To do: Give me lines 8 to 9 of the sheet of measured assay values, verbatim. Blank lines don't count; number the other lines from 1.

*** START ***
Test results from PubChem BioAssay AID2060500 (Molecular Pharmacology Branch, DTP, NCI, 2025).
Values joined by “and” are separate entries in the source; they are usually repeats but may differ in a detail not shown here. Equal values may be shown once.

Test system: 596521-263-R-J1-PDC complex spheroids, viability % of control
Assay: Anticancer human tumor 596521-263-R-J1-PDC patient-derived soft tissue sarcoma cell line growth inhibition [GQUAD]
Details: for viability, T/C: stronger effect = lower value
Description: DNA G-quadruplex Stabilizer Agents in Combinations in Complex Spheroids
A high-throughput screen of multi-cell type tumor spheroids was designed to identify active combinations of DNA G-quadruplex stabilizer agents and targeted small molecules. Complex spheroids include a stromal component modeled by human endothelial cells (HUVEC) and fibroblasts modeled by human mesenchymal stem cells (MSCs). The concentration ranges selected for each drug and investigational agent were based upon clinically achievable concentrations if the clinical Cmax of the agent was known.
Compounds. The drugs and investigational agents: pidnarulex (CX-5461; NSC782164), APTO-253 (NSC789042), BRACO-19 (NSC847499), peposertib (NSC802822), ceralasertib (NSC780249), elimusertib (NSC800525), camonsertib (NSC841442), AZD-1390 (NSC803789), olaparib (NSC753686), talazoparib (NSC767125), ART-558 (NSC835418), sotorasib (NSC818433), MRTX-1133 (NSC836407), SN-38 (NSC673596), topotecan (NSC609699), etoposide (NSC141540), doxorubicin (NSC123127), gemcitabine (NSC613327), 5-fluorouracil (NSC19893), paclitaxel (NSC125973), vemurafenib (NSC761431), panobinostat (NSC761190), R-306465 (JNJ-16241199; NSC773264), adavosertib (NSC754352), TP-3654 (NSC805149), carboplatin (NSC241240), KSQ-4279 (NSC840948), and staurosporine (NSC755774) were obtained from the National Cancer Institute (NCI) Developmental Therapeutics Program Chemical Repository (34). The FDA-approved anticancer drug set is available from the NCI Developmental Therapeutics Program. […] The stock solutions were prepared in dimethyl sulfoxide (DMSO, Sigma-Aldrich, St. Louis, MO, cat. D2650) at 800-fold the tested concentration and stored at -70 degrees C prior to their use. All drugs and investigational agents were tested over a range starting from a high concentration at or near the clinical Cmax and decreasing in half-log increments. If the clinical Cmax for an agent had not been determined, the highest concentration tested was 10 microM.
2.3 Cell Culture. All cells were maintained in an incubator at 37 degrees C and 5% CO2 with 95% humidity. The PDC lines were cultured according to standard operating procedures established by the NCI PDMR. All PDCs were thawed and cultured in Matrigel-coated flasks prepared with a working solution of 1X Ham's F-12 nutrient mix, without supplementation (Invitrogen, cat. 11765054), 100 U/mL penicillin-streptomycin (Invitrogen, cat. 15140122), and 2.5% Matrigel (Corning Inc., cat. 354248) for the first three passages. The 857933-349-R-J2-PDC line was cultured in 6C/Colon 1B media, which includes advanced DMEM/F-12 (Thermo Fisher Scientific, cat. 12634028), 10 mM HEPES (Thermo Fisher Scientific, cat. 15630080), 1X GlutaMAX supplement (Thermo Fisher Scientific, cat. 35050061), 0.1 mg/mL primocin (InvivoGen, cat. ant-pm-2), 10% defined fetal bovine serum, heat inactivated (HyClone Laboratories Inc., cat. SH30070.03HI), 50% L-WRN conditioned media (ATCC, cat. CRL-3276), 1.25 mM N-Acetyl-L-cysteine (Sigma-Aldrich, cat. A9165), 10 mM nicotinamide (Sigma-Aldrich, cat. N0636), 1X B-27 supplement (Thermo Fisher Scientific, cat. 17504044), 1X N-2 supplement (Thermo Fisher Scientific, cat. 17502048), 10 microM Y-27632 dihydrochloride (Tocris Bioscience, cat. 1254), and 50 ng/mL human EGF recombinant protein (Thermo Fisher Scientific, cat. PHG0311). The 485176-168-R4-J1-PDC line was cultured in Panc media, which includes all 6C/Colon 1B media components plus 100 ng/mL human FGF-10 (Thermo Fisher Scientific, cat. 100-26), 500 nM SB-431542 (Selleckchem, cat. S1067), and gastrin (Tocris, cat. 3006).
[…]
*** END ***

Compounds. The drugs and investigational agents: pidnarulex (CX-5461; NSC782164), APTO-253 (NSC789042), BRACO-19 (NSC847499), peposertib (NSC802822), ceralasertib (NSC780249), elimusertib (NSC800525), camonsertib (NSC841442), AZD-1390 (NSC803789), olaparib (NSC753686), talazoparib (NSC767125), ART-558 (NSC835418), sotorasib (NSC818433), MRTX-1133 (NSC836407), SN-38 (NSC673596), topotecan (NSC609699), etoposide (NSC141540), doxorubicin (NSC123127), gemcitabine (NSC613327), 5-fluorouracil (NSC19893), paclitaxel (NSC125973), vemurafenib (NSC761431), panobinostat (NSC761190), R-306465 (JNJ-16241199; NSC773264), adavosertib (NSC754352), TP-3654 (NSC805149), carboplatin (NSC241240), KSQ-4279 (NSC840948), and staurosporine (NSC755774) were obtained from the National Cancer Institute (NCI) Developmental Therapeutics Program Chemical Repository (34). The FDA-approved anticancer drug set is available from the NCI Developmental Therapeutics Program. […] The stock solutions were prepared in dimethyl sulfoxide (DMSO, Sigma-Aldrich, St. Louis, MO, cat. D2650) at 800-fold the tested concentration and stored at -70 degrees C prior to their use. All drugs and investigational agents were tested over a range starting from a high concentration at or near the clinical Cmax and decreasing in half-log increments. If the clinical Cmax for an agent had not been determined, the highest concentration tested was 10 microM.
2.3 Cell Culture. All cells were maintained in an incubator at 37 degrees C and 5% CO2 with 95% humidity. The PDC lines were cultured according to standard operating procedures established by the NCI PDMR. All PDCs were thawed and cultured in Matrigel-coated flasks prepared with a working solution of 1X Ham's F-12 nutrient mix, without supplementation (Invitrogen, cat. 11765054), 100 U/mL penicillin-streptomycin (Invitrogen, cat. 15140122), and 2.5% Matrigel (Corning Inc., cat. 354248) for the first three passages. The 857933-349-R-J2-PDC line was cultured in 6C/Colon 1B media, which includes advanced DMEM/F-12 (Thermo Fisher Scientific, cat. 12634028), 10 mM HEPES (Thermo Fisher Scientific, cat. 15630080), 1X GlutaMAX supplement (Thermo Fisher Scientific, cat. 35050061), 0.1 mg/mL primocin (InvivoGen, cat. ant-pm-2), 10% defined fetal bovine serum, heat inactivated (HyClone Laboratories Inc., cat. SH30070.03HI), 50% L-WRN conditioned media (ATCC, cat. CRL-3276), 1.25 mM N-Acetyl-L-cysteine (Sigma-Aldrich, cat. A9165), 10 mM nicotinamide (Sigma-Aldrich, cat. N0636), 1X B-27 supplement (Thermo Fisher Scientific, cat. 17504044), 1X N-2 supplement (Thermo Fisher Scientific, cat. 17502048), 10 microM Y-27632 dihydrochloride (Tocris Bioscience, cat. 1254), and 50 ng/mL human EGF recombinant protein (Thermo Fisher Scientific, cat. PHG0311). The 485176-168-R4-J1-PDC line was cultured in Panc media, which includes all 6C/Colon 1B media components plus 100 ng/mL human FGF-10 (Thermo Fisher Scientific, cat. 100-26), 500 nM SB-431542 (Selleckchem, cat. S1067), and gastrin (Tocris, cat. 3006).